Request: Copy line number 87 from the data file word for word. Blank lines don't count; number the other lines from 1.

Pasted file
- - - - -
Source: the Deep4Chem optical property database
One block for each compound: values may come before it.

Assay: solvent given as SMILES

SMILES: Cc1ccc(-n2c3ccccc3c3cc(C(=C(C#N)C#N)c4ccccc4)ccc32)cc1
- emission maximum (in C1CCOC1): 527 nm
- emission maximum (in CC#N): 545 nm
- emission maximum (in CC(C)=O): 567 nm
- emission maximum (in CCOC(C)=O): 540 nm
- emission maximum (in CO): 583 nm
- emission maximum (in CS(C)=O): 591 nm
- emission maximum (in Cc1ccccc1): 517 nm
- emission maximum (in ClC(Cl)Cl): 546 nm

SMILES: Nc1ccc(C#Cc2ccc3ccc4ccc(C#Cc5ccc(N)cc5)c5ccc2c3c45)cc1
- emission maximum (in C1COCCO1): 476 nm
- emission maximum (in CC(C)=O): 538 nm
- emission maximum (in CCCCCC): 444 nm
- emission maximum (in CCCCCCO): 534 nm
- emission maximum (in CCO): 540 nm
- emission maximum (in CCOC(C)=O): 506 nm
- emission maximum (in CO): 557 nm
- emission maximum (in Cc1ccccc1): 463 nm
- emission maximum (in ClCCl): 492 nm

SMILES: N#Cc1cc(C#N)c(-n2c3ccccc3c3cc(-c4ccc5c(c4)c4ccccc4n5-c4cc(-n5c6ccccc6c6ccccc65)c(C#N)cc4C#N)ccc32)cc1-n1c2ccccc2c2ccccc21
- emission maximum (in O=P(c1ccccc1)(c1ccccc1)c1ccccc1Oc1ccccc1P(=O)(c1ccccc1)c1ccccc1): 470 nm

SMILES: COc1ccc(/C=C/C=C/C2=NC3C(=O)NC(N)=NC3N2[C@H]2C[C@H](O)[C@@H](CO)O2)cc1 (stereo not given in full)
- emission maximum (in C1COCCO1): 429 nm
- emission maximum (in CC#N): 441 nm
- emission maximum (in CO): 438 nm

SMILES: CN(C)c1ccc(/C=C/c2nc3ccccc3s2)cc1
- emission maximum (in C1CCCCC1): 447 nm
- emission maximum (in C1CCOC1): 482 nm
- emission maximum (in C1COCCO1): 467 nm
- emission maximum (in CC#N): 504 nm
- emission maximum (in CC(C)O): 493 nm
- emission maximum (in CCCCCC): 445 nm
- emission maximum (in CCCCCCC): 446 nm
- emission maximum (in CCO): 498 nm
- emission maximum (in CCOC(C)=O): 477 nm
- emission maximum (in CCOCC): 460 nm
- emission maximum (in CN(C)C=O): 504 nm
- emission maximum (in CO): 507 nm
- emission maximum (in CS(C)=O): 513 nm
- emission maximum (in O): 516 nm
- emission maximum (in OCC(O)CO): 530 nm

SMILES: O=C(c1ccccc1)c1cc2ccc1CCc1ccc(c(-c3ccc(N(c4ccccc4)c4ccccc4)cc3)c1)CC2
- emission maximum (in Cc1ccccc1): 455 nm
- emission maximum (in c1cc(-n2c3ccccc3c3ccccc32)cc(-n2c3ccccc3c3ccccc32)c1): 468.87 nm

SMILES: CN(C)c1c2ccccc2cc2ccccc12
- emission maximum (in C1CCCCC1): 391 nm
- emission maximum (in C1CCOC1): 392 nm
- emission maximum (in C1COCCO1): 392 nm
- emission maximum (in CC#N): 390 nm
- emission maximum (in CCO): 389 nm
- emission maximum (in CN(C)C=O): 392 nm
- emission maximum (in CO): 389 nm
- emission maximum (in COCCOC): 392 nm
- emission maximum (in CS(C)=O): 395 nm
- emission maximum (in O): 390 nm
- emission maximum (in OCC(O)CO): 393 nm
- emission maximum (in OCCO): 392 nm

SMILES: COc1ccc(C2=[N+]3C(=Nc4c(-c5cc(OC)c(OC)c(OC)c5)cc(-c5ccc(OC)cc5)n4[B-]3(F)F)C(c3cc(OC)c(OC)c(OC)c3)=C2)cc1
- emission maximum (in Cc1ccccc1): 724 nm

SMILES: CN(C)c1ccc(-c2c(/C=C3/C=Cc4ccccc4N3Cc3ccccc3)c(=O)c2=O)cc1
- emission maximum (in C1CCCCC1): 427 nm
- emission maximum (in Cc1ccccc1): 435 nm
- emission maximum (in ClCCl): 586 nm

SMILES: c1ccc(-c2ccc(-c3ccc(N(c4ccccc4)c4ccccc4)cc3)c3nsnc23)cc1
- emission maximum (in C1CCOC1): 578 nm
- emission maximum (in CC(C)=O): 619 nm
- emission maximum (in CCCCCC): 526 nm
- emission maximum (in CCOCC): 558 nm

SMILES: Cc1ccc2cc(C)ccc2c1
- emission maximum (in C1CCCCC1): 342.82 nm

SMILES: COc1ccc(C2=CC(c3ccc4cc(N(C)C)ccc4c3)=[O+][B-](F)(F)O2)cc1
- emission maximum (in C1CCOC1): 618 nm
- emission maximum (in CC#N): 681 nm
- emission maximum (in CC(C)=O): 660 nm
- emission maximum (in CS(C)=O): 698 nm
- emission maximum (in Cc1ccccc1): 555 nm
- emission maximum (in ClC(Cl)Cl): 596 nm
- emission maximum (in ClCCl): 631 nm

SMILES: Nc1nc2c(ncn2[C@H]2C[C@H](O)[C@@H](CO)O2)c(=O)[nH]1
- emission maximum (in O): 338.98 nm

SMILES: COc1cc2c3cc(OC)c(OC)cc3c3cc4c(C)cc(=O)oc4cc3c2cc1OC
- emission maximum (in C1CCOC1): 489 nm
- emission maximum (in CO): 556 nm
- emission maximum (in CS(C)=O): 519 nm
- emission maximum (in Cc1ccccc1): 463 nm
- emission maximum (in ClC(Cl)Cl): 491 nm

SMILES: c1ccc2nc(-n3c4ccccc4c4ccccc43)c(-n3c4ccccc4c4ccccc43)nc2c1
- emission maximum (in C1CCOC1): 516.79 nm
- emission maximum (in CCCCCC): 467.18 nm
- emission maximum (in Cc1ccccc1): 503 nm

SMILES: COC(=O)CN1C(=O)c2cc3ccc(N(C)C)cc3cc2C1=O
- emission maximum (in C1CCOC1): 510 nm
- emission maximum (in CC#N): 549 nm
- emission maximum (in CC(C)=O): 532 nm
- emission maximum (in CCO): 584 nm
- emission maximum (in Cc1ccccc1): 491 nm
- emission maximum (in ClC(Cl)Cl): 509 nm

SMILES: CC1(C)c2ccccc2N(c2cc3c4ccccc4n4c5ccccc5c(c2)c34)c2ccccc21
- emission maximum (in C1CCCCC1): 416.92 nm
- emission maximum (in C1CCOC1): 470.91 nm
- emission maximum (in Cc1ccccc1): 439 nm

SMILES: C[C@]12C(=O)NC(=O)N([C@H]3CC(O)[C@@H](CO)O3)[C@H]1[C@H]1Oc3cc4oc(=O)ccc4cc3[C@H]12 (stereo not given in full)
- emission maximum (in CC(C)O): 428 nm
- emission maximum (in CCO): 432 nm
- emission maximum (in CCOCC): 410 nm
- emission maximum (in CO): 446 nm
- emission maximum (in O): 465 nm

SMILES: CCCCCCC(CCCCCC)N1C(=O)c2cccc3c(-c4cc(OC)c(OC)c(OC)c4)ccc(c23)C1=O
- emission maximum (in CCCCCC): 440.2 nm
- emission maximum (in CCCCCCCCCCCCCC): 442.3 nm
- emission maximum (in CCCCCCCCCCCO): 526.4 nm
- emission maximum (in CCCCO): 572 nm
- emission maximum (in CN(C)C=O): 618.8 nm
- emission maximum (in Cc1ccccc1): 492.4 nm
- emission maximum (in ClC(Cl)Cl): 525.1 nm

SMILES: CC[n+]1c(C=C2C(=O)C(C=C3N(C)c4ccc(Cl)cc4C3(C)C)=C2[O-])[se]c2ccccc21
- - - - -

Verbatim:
- emission maximum (in CS(C)=O): 519 nm